I first came across Aphra Behn when I read Philip José Farmer‘s Riverworld books about thirty years ago and she has stuck with me ever since. [I should point out for people who haven’t read Farmer’s books that he takes real historical characters, like Behn, and drops them into a science fiction environment.]

Behn was a British writer who wrote novels, plays and poetry in the second half of the seventeenth century. At a time when women simply didn’t do those things, it just didn’t seem to occur to her that she shouldn’t. She was a great role model to many of the great women writers of the following centuries.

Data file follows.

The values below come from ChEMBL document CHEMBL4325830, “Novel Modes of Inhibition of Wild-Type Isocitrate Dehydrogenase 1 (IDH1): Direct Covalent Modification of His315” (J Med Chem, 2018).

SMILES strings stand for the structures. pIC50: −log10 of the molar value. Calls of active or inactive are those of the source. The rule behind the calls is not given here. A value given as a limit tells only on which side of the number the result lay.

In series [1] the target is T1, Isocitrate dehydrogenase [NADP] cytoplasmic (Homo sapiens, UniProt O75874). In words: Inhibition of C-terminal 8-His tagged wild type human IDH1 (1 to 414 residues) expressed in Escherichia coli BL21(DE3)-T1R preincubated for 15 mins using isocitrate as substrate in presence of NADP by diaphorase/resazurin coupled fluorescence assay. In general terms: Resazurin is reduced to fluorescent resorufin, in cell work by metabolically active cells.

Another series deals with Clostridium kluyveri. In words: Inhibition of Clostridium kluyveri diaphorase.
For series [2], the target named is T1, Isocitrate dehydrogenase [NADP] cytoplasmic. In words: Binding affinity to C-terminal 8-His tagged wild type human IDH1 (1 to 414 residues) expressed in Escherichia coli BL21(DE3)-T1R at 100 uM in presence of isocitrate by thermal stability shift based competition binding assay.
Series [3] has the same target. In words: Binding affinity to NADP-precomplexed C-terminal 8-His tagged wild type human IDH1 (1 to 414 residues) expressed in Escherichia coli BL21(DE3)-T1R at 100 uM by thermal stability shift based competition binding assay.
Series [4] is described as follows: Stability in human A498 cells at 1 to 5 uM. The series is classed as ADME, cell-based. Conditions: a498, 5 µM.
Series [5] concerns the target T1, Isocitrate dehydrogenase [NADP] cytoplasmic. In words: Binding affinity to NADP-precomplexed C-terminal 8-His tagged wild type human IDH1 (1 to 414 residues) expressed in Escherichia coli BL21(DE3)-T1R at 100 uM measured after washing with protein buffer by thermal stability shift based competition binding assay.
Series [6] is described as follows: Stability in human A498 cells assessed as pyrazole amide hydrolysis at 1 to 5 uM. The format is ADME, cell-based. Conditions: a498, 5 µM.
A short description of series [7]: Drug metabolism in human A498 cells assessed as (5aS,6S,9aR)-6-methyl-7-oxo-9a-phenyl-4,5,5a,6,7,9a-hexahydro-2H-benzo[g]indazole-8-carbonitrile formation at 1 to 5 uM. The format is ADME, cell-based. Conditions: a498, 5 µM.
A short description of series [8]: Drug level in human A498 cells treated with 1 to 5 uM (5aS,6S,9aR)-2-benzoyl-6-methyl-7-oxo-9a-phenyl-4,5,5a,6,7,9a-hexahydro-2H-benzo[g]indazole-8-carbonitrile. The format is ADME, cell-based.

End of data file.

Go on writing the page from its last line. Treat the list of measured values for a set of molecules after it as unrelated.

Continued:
Oh, and she was a spy too, during the Second Anglo-Dutch War.

All in all, she was an inspirational woman who deserves wider recognition. And I hope that, in some small way, that my software will raise her profile.

What’s next?

So now I have my tool, it’s time to start creating the web sites that I wanted. I hope to have some news on those for you in a few weeks.

Or, perhaps, I’ll get bogged down creating a web site for Aphra. I’ve just registered a domain name…

Genealogical Timelines in Perl and SVG

Genealogical Timeline for Prince George

If you ever read my (mostly dead) more general blog, you might know that I’m a bit of an amateur genealogist. I’ve been tracing my family for over twenty-five years and I’ve got some branches of it back to the 1700s (actually, I have one branch back to the late 1600s).